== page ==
4. 4. Teacher’s mindset  Acceptthat each student’sperceptionsof theirlife atschool istheirreality.  Meetstudent’sneedsandrespectfullysupportthemtoreplace dysfunctional behaviourswithmore functional.  Be subtle in yourbehaviourstosupportsincerityandtrust.  ‘Sitbeside’studentsand appreciate whattheyare doing ratherthanpraise.  Clarifymeaning(tooneself) of ‘passconceded’orC- (thinkfunctional inthat subjector situation).  Assessmentis for‘discoveringwhatstudentsknow’ ratherthan‘seeinghow well they havedone’.  Define (anddescribe) successas‘progress’or‘learning’. Structure/design  Create curriculumthatis clearly developmental sostudentsperceive improvement.  Monitorimprovementexplicitlyandinvolve the students.(NoteA – E is a poor metric for this.Explicit learningsor learningcontinuaarebetter).  Use ‘NY’ inreporting(wherepossible) tosignifynotlearnedyetwhenever effortisbeingmade.  Keepclearseparationwhenreportingonlearning,effort,andbehaviour.  Buildprocessesthatalloweffective monitoringandsupportof learning.  Personalisecurriculum,assessment,andlearningprocesses.  Allowinterimsuccesstocontribute tofinal success.  Designprocesses toreduce ‘cost’tostudentswhere possible. o Time – do more in school time,lessathome exceptforenrichment or by choice. o Emotional – be autonomysupportive,avoidjudgementorcriticism,help studentsreframe theirbeliefsaboutsuccessandfailure,give early feedbackonbasics,frontendassessment,guarantee outcomes.  Designeverythingto make ALLforms of value explicit(butsubtle). o Pleasure inlearning–successfullysolvingproblems,groupworkand creativity,immediatereal application. o Utilityvalue i. (longterm) forthe good of society, environment,personalgrowth, healthandwellbeing. ii. (shortterm) growbrain,improve chance of successin otherareas, recognitionof interimsuccess.  Designtasksas problemsthatcan be solvedinmultiple waysandatmultiple levels.  Provide amixture of noveltyandconsistencyinlesson/taskdesign.  Give meaningfulchoice inunitdesign. (topic,mode,methodandcomplexity)  Designassessmenttodiscoverwhatstudentsknowratherthansee howthey have done on whatwas taught. Pedagogy  Ensure clarityof outcomes,processes,requirementsof atask or learning experience.  Explicitlyteachcore learningintentionsandsupportstudentstoself-monitor successcriteria.  Describe andteacheffort.  Ensure effortisrewardedwithimprovement.  Individualise curriculum.  Activelybuildandmaintainprofessional relationships.  Smile andknowyourstudentsasindividuals.  Model pleasure indiscoveryandlearning.  Avoidrewardsunlesstheycanbe framedasmeasurement(of improvement).  Avoidpunishmentbytreating problematicbehaviourasan ‘opportunityto learn’.  Explicate ‘intrinsicorsociallysoundgoalsforlearning.  Give constructive,informational feedbackwithoutgrades(initially)andclass time to discussoract on it.  Minimise oversightandcompliance butbuildprocessesthatalloweffective monitoringandsupportof learning.  Give studentsopportunitiesto‘share’ theirknowledge to‘help’ others.  Organise foreasilymanaged earlyinformational feedbacktoensure direction and keyskillsare correct.  Teach abouthowthe brainchangeswhile learning(Paul).  Use Growthmindsetquestionnaires.  Use pre,and post-tests,andeffectsize (withcare). Language  Mean whatyou say.  Describe all learningasbrainexercisenotforfuture benefitorachievement.  Alwaysdescribe inabilitytodosomethingas‘yet’.  Describe successaslearningorprogress.  Avoidtalkingabout‘passing’atall.Focusonlearningandimprovement.  Use autonomysupportive language inall school interactionsanddocuments.  Language of appreciationisbetterthanpraise.  Praise little buthonestly.  If you praise,praise processandeffort,notintelligence orachievement.  Avoidpunitive,comparative,orjudgmental language.  Say ‘yesand’,ratherthan‘notuntil’ to requeststoimplyautonomy andbuild self-controlanddelayedgratification.  Use positive languageof assessmente.g. assessmentis a‘chancetoget credit’ and meanit.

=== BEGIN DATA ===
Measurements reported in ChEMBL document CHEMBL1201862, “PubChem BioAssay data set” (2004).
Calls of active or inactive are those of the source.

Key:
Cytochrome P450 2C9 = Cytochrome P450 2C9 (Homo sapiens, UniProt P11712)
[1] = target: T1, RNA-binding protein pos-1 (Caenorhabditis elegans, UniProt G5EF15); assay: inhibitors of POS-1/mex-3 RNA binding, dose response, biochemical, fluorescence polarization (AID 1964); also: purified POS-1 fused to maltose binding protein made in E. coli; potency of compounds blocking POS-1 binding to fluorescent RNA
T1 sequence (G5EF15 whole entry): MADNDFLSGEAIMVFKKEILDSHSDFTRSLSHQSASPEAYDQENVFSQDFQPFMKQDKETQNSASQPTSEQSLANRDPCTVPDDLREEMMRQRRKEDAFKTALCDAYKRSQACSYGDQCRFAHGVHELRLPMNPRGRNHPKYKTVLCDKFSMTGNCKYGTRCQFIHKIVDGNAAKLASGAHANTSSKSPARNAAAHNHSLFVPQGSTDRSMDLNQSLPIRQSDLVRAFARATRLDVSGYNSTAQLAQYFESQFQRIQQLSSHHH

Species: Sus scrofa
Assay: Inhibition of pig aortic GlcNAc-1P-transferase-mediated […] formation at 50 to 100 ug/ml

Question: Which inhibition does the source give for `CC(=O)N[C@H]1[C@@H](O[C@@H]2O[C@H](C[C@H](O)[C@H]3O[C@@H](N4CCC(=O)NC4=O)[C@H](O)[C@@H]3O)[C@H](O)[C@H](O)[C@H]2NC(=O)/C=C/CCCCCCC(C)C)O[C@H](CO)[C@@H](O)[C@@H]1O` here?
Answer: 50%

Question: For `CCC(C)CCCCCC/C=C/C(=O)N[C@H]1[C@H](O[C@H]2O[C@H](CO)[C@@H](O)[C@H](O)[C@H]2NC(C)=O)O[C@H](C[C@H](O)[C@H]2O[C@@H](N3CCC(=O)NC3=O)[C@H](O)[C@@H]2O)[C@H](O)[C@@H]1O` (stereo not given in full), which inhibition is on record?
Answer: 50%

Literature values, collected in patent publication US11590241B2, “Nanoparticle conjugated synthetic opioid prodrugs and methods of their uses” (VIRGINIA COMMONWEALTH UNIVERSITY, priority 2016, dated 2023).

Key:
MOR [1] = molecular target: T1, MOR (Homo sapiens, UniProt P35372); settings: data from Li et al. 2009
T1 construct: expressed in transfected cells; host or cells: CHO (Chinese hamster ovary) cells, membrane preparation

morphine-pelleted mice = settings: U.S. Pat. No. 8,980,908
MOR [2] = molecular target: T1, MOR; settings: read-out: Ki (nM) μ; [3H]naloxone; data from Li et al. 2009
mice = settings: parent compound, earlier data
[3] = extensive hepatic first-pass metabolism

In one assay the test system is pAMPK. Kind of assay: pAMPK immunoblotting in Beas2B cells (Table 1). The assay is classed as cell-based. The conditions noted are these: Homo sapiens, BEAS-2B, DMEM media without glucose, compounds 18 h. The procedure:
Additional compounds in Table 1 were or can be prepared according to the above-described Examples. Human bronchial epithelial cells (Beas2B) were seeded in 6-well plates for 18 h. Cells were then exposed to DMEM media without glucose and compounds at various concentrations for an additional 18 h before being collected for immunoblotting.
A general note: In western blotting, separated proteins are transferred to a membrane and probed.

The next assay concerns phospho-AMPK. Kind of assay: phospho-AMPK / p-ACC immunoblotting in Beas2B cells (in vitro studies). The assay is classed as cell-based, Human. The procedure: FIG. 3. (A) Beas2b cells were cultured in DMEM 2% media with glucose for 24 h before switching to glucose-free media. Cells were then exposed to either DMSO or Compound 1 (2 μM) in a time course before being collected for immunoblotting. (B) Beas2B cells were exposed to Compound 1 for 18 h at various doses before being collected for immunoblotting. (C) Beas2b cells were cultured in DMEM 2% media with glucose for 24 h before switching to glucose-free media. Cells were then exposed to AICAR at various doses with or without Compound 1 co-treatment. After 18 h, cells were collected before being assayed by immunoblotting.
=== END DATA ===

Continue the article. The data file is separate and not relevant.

5. 5. Usingmotivationtheorytomaximise studentoutcomesandwellbeing - asustainable ‘nudge’based pedagogical framework. Outcomes – achievement. wellbeing Learning behaviours: engagement, focus, performance, persistence, resilience Environmental Influences not controllable at school previous achievement, SES, family,cultural milieu Value/costExpectancy Masters: Curriculum as continuum, assessment of what you learn Curriculum structure Student/teacher relationships Flexibility and personalisation of teaching School climate Autonomy supportive environment Student mindsets Policies, procedures. Impacting theories/ideas Environmental Influences that are controllable at school. Deci, Ryan: Self Determination Theory Marzano: Guaranteed and viable curriculum Ability vs competency beliefs I can ‘do’ school I value myteacher’sopinion I enjoy learning My brain develops when I put in effort to learn. Assessment design Pedagogy Teacher behaviours and language My abilities can improve with effort Learning = Improvement = success Effort equates to improvement I am not judged Teachers and school support my growth Hattie: Effect sizes Feedback is just useful information Locus of control Dweck: Mindset EQ: SWPB Performance vs learning goals Pedagogical style Parent support Pedagogical quality What happens to me depends a lot on what I do. Attribution theory theory Attribution training Level and type of motivation (SDT) Student decides (EVT) Putting in effort at school will be useful to me in later life I value successat school I knowwhatmy jobis Language of school communications I am able to do the work. Martin: Personal Best Teacher mindsets I value learning
  6. 6. EVT Achievement behaviours Choice, performance, persistence, resilience Perceived task values Intrinsic value Utility value Cost Attainment value Goals and general self schemata Critical self schemata Long range goals Immediate goals Perceptions of socialiser’s attitudes and expectations Expectancies Efficacy beliefs, outcome expectations Current, Future Interpretations of past events Attributions Task specific beliefs Self concept of ability Perceptions of task difficulty A growth mindset correlates strongest with learning goals Autonomous vs controlled environment Fixed vs Growth mindset Broad achievement goals and narrow task achievement goals Cultural milieu Past performances Ability beliefs Vs Competence beliefs Performance goals vs learning goals Socialisers values, beliefs and behaviours Gould:Task design, pedagogy, assessment characteristics Hattie High influence activities Visible Learning p256